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Marking in millimeters

Example 650x32A (32-590)

The first number (650) denotes the overall diameter of the tire in millimeters.
The second number (32) denotes the tire section in millimeters.
The letter A indicates that the rim is a 590 mm.

Marking in inches

Example 26*1 3/8 * 1 1/4 (32*590)

The first number (26) indicates the overall diameter of the tire in inches.
The second number (1 3/8) denotes the tire height in inches and fractions of inches.
The third number (1 1/4) gives the tire section in inches and fractions of inches.

Special case of marking in inches:

Example 28*1 5/8 * 1 1/4 * 1 1/8 or 700 C Course or 32-622

The first number (28) denotes the tire's overall diameter in inches.
The second number (1 5/8) gives the height of the tire in inches and fractions of inches.
The third number (1 1/4) indicates the tire section in inches and fractions of inches.
The fourth number (1 1/8) denotes the width of the rim which accommodates this tire in inches and fractions of inches.

ETRTO standard marking

Example 32*590 (650*32A)

The first number (32) indicates the tire section in millimeters.
The second number (590) gives the tire diameter in millimeters.

Pressure: An essential factor in risk prevention.

Did you know that tire pressure significantly influences tire performance and safety?

Under-inflated tires cause extra flexing to the casing which consequently leads to heat-build-up, an increased rolling resistance and premature wear. Under-inflated tires can lead to damage.

Over-inflated tires can also lead to a drop in mileage potential. It reduces grip and increases irregular wear.

Never set pressure to match the number listed on a tire’s sidewall because that number is the maximum safe inflation pressure for the tire and has nothing to do with the recommendation for your vehicle.

It is recommended that you check your cycle tire pressure often and especially before a long journey. Always remember to check your pressure on cold tires (not used for at least 2 hours) in order to get an accurate pressure reading.

Pressures vary according to the cyclist’s weight, but other parameters, such as the tire cross-section, bike specifications (for example front suspension or full suspension for mountain bikes) and conditions of use are also important factors in the final choice.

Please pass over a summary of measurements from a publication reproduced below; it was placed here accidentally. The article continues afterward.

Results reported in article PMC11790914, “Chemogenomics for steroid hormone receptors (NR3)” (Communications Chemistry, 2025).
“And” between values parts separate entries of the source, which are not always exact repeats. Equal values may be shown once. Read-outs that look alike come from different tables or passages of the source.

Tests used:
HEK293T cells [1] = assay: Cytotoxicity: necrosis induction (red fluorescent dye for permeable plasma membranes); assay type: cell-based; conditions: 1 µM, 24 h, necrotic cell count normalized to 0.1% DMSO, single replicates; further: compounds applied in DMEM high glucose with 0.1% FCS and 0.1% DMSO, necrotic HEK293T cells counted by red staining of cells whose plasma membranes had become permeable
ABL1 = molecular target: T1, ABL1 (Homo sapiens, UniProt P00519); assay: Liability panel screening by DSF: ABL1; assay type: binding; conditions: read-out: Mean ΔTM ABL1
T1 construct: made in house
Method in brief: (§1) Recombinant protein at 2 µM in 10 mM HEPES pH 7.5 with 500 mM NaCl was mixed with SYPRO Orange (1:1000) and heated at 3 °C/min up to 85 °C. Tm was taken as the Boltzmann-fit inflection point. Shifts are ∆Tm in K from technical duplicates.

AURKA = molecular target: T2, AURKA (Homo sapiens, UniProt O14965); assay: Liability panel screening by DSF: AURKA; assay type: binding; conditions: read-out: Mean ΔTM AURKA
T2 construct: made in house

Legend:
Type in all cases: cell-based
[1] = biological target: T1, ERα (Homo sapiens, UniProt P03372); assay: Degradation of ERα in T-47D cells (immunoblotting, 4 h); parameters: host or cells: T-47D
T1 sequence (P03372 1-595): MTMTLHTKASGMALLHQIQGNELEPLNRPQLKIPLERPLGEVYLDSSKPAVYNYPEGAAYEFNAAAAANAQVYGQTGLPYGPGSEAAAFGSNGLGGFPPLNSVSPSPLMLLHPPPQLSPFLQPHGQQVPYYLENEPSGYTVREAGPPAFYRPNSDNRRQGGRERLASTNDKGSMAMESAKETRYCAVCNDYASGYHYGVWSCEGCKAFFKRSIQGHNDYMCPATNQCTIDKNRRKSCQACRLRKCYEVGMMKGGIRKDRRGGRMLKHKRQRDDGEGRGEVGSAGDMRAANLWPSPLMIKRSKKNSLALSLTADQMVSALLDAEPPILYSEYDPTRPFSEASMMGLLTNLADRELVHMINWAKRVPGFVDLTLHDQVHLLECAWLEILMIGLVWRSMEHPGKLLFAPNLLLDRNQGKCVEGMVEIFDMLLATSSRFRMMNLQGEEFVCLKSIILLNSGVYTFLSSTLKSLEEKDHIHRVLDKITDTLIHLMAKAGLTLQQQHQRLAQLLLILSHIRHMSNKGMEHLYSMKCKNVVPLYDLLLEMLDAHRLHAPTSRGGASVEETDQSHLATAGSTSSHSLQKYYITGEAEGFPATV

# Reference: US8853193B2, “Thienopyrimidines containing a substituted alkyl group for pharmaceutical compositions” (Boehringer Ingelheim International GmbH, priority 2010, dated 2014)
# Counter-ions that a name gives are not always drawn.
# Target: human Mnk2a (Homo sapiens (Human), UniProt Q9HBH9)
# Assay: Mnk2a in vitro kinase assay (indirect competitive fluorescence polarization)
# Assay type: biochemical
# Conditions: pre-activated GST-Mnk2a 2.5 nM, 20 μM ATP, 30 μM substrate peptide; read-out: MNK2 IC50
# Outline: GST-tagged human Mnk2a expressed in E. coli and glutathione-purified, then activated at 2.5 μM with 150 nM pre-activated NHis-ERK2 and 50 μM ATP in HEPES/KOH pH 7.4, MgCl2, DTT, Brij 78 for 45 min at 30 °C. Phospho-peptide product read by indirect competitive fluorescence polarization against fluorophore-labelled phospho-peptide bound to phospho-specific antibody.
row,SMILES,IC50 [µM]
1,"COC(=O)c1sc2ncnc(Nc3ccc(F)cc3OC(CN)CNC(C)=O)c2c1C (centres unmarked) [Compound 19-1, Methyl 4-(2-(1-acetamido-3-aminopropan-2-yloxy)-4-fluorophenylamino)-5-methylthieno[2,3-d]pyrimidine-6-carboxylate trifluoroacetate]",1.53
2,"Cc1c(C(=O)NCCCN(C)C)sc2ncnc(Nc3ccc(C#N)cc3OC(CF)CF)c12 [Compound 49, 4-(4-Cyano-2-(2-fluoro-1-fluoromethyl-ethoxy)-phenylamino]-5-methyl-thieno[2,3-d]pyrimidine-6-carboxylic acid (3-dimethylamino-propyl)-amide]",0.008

THE RISKS OF OVER- AND UNDER-INFLATION

 

Over-inflation reduces:

  • comfort
  • grip
  • tire lifespan

 

Under-inflation leads to:

  • Impact on vehicle handling and safety
  • An increase of rolling resistance and consequently of human energy usage

CONVERSION CHART BAR / P.S.I / KPa
 

BAR

PSI

KPA

ATM

0,5

7

50

0.49

1

15

100

0.99

1.5

22

150

1.48

2

29

200

1.97

2.5

36

250

2.47

3

44

300

2.96

3.5

51

350

3.45

4

58

400

3.95

4.5

65

450

4.44

5

73

500

4.93

5.5

80

550

5.42

6

87

600

5.92

6.5

94

650

6.41

7

102

700

6.91

7.5

109

750

7.40

8

116

800

7.90

8.5

123

850

8.38

9

131

900

8.88

9.5

138

950

9.40

10

145

1000

9.87

To prolong tire life, it is recommended to check them before each ride.

Remove all foreign objects trapped in the rubber with a small screwdriver.

Tires should be washed with water or MICHELIN approved cleaning products only as abrasive products may damage the tread or casing.

Use small rubber repair patches on the inside of the tire for any small cuts through to the ply.

Be aware that rain showers cause flint in some road surfaces to become more apparent which may damage tread, causing cuts that can perforate the casing; hence the recommendation to check your tires before each ride.

Tires should always be stored in a cool, dry, clean, indoor environment. If storage is for one month or more, eliminate the weight from the tires by raising the vehicle or by removing the tires from the vehicle. Failure to store tires in accordance with these instructions could result in damage to your tires or premature aging of the tires and sudden tire failure.

Carefully check the condition of the rim.

A rim in poor condition, i.e. broken or cracked, must be changed since it may cause leaks and place the user in danger.

Check the condition of the rim band.

A broken or cracked rim band should be changed. A rim band in poor condition is often the cause of punctures. To fit the inner tube, superimpose the valve and rim holes and keep them aligned.

Insert the 1st bead of the tire into the rim.

Inflate the inner tube slightly to make it round and insert it into the tire, starting with the valve. For latex inner tubes, remember to apply talc to facilitate positioning within the tire.

Do the same for the 2cd bead, in always starting opposite of the valve and positioning the bead correctly into the rim well. Finish fitting at the level of the valve.